Special counsel Robert Mueller is more than a year and five months into his investigation into whether President Donald Trump “colluded” in some illegal fashion with Russian President Vladimir Putin (or any other Russians). But Mueller has yet to reveal what he has—or hasn’t—concluded.
On the other hand, there’s now an impressive body of public evidence to address another facet of this international controversy: collusion against Trump.
Evidence on this matter has trickled out slowly over the course of about two years. It has come in the form of sworn testimony from witnesses interviewed by Congress, information revealed by the Justice Department’s inspector general, government documents and text messages, and court files.
Taken together in context, the evidence points to two important findings. First, U.S. government insiders, colluding with numerous foreign citizens and governments, conspired to interfere in the 2016 election. Second, after the election, these figures conspired to undermine, oust, and perhaps even frame Trump and some of his associates.
Highlights of ‘Collusion Against Trump’ EvidenceHere are a few highlights among the hundreds of bits of supporting information:
There were orchestrated leaks of anti-Trump information and allegations to the press, including by ex-FBI Director James Comey and some of his colleagues, friends, and acquaintances.
Wittes wrote that his vision of an “insurance policy” against Trump would rely on a “Coalition of All Democratic Forces” to challenge and obstruct Trump, using the courts as a “tool” and Congress as “a partner or tool.” He even mentioned names of people he said had agreed to help with the plan and evoked possible impeachment—two weeks before Trump was elected.
The U.S. Intelligence Community allegedly engaged in questionable surveillance practices and politically motivated “unmaskings” of U.S. citizens, including Trump associates Steve Bannon, George Papadopoulos, Jared Kushner, Carter Page, and Lt. Gen. Michael Flynn. Obama administration officials taking part in these activities included national security adviser Susan Rice, U.S. Ambassador to the U.N. Samantha Power, Deputy Attorney General Sally Yates, CIA Director John Brennan, and Director of National Intelligence James Clapper.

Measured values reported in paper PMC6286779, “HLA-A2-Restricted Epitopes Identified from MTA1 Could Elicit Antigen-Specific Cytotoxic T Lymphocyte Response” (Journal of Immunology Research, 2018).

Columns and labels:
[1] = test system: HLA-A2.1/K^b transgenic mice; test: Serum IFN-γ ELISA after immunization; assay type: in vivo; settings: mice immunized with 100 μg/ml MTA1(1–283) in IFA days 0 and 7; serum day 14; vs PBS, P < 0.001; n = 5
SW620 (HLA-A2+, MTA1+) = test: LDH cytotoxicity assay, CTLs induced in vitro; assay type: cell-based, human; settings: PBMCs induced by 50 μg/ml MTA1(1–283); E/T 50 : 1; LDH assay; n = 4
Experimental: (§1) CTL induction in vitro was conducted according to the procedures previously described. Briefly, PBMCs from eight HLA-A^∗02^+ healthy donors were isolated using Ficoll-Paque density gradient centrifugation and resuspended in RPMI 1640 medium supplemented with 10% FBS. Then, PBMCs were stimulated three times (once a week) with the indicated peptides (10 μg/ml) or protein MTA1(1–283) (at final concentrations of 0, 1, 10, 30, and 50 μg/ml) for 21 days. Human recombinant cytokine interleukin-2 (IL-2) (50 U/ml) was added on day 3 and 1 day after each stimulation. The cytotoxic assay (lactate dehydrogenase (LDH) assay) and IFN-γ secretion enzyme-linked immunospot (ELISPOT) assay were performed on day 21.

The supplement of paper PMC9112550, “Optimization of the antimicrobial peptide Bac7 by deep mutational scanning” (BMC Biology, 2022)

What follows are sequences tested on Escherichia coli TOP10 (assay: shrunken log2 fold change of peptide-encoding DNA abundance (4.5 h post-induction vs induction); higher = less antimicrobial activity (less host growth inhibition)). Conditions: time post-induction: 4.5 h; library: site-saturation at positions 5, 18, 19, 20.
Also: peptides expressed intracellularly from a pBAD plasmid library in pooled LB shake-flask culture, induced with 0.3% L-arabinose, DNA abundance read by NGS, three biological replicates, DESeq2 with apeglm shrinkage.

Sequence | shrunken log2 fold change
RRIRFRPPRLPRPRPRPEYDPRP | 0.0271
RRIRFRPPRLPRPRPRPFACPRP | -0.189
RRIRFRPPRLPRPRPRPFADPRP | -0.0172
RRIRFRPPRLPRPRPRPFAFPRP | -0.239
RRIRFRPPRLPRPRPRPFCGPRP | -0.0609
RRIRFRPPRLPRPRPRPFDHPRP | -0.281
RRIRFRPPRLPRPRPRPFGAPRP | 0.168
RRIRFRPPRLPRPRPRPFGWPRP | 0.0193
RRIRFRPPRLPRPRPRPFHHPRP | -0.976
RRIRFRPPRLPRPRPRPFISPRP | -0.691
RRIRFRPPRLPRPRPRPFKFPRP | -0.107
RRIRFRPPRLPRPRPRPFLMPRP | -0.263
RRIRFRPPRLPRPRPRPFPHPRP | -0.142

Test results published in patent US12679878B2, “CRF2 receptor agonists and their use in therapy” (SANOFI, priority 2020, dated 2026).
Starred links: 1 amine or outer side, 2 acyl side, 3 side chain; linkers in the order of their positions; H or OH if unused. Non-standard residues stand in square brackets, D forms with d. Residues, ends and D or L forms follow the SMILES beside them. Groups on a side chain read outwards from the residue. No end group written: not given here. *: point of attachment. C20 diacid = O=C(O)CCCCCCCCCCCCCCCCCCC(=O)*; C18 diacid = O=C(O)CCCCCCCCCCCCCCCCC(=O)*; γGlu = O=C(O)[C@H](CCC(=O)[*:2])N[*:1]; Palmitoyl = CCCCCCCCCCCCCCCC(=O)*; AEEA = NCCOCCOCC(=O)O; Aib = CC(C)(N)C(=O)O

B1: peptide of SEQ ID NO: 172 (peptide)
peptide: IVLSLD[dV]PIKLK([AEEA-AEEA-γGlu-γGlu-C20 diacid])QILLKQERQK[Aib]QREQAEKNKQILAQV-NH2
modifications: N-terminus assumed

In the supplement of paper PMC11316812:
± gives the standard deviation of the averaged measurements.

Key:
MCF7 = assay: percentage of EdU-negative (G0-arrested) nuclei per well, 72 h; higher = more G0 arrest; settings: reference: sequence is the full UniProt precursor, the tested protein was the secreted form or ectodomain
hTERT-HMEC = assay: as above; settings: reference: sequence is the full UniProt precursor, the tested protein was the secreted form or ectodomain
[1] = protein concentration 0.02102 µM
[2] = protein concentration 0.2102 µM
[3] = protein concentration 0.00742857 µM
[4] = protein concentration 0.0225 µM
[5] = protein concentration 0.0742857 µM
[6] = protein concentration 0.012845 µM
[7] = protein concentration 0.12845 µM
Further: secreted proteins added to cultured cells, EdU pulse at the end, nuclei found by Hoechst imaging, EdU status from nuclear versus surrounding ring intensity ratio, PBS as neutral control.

Unprosecuted Alleged CrimesAs the evidence has been revealed, numerous crimes have been alleged against officials related to the controversies. Some have been officially referred to the Justice Department (DOJ) for prosecution. However, to date, no public prosecutions have been announced.
Examples include the following:
FBI officials have provided conflicting information about Flynn, who pleaded guilty to lying to the FBI. FBI Deputy Director Andrew McCabe reportedly told Congress that two agents who interviewed Flynn didn’t think he’d lied.
While reviewing text messages of FBI agents involved in questionable behavior, the DOJ’s inspector general (IG) caught a senior FBI official violating federal regulations by taking gifts from a member of the media. The IG says the official then lied about the interactions. The IG referred the case for prosecution, but said the Justice Department “declined” to prosecute the case against one of its own.
Justice Department and FBI shakeupsAs allegations of impropriety have mounted against top officials at the DOJ and FBI, there’s been an atmosphere of disruption and chaos within the agencies. Since January 2017, there have been at least 22 high-level personnel changes.
Removed from Mueller team: Lisa Page, FBI attorney
Who Investigates the Investigators?In the end, all of this highlights a scenario that may be unique, at least in terms of scope, in modern U.S. history.
When some at the top levels of our government intelligence and law enforcement agencies are accused of malfeasance or crimes, they have the power to choose not to investigate or prosecute themselves. They can launch investigations into their political enemies and claim obstruction if the enemies try to stop them, and they can withhold key information from the elected body that has oversight power over them: Congress.
A great deal of time and public money has been spent looking into Trump and his associates. We’ll soon know the results of the Mueller probe. But how can the public rest assured that the other side of the coin is receiving appropriate scrutiny?